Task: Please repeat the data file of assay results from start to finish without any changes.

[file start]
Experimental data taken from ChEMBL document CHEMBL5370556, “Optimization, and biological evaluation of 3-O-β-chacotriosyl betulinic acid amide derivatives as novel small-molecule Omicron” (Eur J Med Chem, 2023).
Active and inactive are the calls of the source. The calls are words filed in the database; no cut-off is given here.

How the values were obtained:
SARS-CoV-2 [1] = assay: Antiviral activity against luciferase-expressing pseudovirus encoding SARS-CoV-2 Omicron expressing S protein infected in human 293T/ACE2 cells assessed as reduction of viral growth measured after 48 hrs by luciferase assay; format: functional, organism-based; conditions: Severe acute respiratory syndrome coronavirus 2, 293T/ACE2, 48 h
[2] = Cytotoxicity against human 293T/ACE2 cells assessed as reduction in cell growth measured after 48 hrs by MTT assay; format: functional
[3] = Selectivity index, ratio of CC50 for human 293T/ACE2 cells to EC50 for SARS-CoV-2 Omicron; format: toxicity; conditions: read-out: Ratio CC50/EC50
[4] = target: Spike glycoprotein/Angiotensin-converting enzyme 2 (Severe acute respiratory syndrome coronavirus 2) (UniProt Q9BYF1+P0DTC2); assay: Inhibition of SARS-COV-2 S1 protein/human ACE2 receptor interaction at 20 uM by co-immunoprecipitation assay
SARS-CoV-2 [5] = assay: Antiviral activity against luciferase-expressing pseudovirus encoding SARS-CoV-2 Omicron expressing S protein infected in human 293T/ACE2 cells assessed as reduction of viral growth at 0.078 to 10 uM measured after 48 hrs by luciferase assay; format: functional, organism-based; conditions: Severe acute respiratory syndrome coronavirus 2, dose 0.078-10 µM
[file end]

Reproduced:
Experimental data taken from ChEMBL document CHEMBL5370556, “Optimization, and biological evaluation of 3-O-β-chacotriosyl betulinic acid amide derivatives as novel small-molecule Omicron” (Eur J Med Chem, 2023).
Active and inactive are the calls of the source. The calls are words filed in the database; no cut-off is given here.

How the values were obtained:
SARS-CoV-2 [1] = assay: Antiviral activity against luciferase-expressing pseudovirus encoding SARS-CoV-2 Omicron expressing S protein infected in human 293T/ACE2 cells assessed as reduction of viral growth measured after 48 hrs by luciferase assay; format: functional, organism-based; conditions: Severe acute respiratory syndrome coronavirus 2, 293T/ACE2, 48 h
[2] = Cytotoxicity against human 293T/ACE2 cells assessed as reduction in cell growth measured after 48 hrs by MTT assay; format: functional
[3] = Selectivity index, ratio of CC50 for human 293T/ACE2 cells to EC50 for SARS-CoV-2 Omicron; format: toxicity; conditions: read-out: Ratio CC50/EC50
[4] = target: Spike glycoprotein/Angiotensin-converting enzyme 2 (Severe acute respiratory syndrome coronavirus 2) (UniProt Q9BYF1+P0DTC2); assay: Inhibition of SARS-COV-2 S1 protein/human ACE2 receptor interaction at 20 uM by co-immunoprecipitation assay
SARS-CoV-2 [5] = assay: Antiviral activity against luciferase-expressing pseudovirus encoding SARS-CoV-2 Omicron expressing S protein infected in human 293T/ACE2 cells assessed as reduction of viral growth at 0.078 to 10 uM measured after 48 hrs by luciferase assay; format: functional, organism-based; conditions: Severe acute respiratory syndrome coronavirus 2, dose 0.078-10 µM